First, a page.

Cars by the Hundreds
He’s always been a Mopar man, however, and has owned several: a 1957 Plymouth station wagon, a ’64 Dodge Dart wagon, a ’65 Barracuda and a ’70 Road Runner. “I never owned a DeSoto though. Some of the 1950s DeSotos are gorgeous.”
The Old Man is no keeper of garage queens, and he usually takes one or two of his cars out on the weekends, even for quick trips to the grocery store. “I try to get them cranked up once a week, once every 10 days.” If he has a gripe — and if you’ve watched the show, you know the Old Man has gripes — it has to do with the look of today’s cars. “When I was five, six, seven, you could look at a car and tell one car from another. But they all look the same now. It’s hard to tell the difference between the Cadillac and the Chevrolet today. Don’t get me wrong, the technology they have in the cars today is phenomenal, but they ought to do something about the style. To me the last American car that had any style was the Plymouth Prowler. That’s one car I’m gonna own one of these days.”
By his own count, the Old Man has bought and sold several hundred cars over the years. “The one that I was happiest to get rid of was my ’73 Cadillac. It was a nightmare from the word go.” In San Diego, he once missed out on a car advertised as a 1954 Jaguar Sedan. “I go up to look at it,” he says, “but it had sold five minutes earlier for $800. And it wasn’t a sedan — it was an XK 120.”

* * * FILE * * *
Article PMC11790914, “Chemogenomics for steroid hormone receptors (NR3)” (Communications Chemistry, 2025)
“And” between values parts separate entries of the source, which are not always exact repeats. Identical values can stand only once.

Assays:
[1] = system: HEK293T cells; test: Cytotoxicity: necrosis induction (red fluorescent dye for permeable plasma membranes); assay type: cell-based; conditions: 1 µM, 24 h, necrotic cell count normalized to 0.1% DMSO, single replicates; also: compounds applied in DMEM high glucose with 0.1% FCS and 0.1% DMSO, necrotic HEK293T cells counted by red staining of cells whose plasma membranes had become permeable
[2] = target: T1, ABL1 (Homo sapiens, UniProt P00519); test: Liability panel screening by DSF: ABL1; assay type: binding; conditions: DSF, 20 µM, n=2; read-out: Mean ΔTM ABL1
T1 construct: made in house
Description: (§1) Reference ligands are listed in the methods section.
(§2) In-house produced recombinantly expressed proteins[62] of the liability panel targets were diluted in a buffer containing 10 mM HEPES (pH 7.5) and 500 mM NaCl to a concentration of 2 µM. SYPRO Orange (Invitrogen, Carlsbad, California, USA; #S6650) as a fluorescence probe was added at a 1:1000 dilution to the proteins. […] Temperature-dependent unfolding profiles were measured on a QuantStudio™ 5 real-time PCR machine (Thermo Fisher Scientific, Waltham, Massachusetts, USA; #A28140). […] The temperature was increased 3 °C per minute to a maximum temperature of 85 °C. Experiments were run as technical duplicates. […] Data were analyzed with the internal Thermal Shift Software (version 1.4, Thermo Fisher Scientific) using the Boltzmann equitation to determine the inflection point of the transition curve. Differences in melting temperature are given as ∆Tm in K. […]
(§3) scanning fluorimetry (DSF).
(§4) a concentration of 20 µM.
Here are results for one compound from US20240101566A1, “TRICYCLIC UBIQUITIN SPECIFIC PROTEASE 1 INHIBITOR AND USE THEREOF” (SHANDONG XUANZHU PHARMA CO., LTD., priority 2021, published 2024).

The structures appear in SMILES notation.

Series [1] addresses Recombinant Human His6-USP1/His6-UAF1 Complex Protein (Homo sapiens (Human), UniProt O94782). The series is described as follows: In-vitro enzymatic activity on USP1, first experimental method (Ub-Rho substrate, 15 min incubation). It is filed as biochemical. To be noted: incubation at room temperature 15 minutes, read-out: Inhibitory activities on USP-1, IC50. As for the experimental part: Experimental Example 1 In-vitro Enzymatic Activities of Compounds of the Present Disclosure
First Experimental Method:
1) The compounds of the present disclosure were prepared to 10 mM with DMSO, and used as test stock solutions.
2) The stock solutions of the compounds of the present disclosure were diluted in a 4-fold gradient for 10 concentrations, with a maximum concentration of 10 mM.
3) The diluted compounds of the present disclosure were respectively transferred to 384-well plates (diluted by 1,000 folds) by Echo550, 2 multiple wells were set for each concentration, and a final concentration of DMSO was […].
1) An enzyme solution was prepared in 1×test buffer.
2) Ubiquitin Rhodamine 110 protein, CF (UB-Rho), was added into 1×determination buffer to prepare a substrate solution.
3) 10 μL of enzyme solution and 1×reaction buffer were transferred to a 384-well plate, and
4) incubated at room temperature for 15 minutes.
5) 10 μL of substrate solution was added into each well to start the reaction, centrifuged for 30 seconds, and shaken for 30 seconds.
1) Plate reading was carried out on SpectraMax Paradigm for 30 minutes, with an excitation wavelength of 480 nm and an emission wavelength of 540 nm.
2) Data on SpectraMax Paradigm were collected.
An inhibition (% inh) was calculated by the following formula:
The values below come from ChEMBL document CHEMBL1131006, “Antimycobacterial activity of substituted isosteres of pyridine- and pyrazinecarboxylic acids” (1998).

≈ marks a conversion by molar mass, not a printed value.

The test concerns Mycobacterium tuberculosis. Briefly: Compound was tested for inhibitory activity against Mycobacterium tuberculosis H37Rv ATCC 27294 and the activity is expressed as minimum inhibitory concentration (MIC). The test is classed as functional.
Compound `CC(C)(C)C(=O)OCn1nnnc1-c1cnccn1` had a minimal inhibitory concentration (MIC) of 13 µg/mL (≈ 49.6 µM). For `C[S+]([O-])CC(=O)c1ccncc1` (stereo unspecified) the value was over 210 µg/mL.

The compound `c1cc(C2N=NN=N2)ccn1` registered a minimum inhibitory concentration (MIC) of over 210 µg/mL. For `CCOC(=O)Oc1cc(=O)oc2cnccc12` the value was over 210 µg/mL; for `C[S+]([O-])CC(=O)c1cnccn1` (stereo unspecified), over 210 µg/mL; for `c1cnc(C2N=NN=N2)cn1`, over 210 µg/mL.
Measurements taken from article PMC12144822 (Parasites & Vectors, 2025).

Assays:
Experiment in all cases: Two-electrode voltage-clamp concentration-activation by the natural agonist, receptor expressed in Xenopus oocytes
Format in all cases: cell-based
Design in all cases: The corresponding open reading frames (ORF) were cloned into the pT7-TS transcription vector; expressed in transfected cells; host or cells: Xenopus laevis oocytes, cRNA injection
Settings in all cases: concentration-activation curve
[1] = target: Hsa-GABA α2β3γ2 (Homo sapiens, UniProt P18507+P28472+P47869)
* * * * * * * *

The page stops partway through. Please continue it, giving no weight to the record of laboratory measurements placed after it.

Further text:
Thanks to the success of the show, the Old Man can afford more than he used to. His 1957 Chevy 150 is completely customized, with an LS1 V-8. The car itself is well known; it’s the same ’57 Chevy that Rick surprised his dad with for his 70th birthday during an episode of “Pawn Stars.” “I had no idea whatsoever,” says the Old Man. “It just shocked the hell out of me. I really like the car and it’s a head turner. I’m very careful with it when I drive it. It’s extremely fast.”
His cars are a mix between completely stock and mild custom. Both Imperials, for example, “are stock from the word go.” The ’62 Cadillac has a Buick front end so the Old Man could fit it with disc brakes. And his ’55 Ford pickup has a Corvette engine in it. “That’s a squirrelly little bastard,” he says. “It’ll take you where you want to go in real time.”
Though retired from the Navy, the Old Man has no plans to leave the pawn business. “I enjoy what I do,” he says. “Retirement is overrated. I have friends who retired, and a lot of them have admitted that they’re not happy with it. People have asked me many times, ‘Well, Richard, when are you going to retire?’ I tell them that the day I walk through that door and it isn’t fun, that’s when I’ll quit.”
Spend time with the Old Man at his pawn shop and you’ll see that behind the gruff exterior is a guy who enjoys his work, enjoys his cars and, despite what you might have seen on the small screen, enjoys working with his family. He’s got his own hit reality show and a garage full of all the cars he loves. So what’s next for the Old Man? It’s simple, he says. “After I figure out my f#@%ing taxes, I’ll start looking for a Plymouth Prowler.”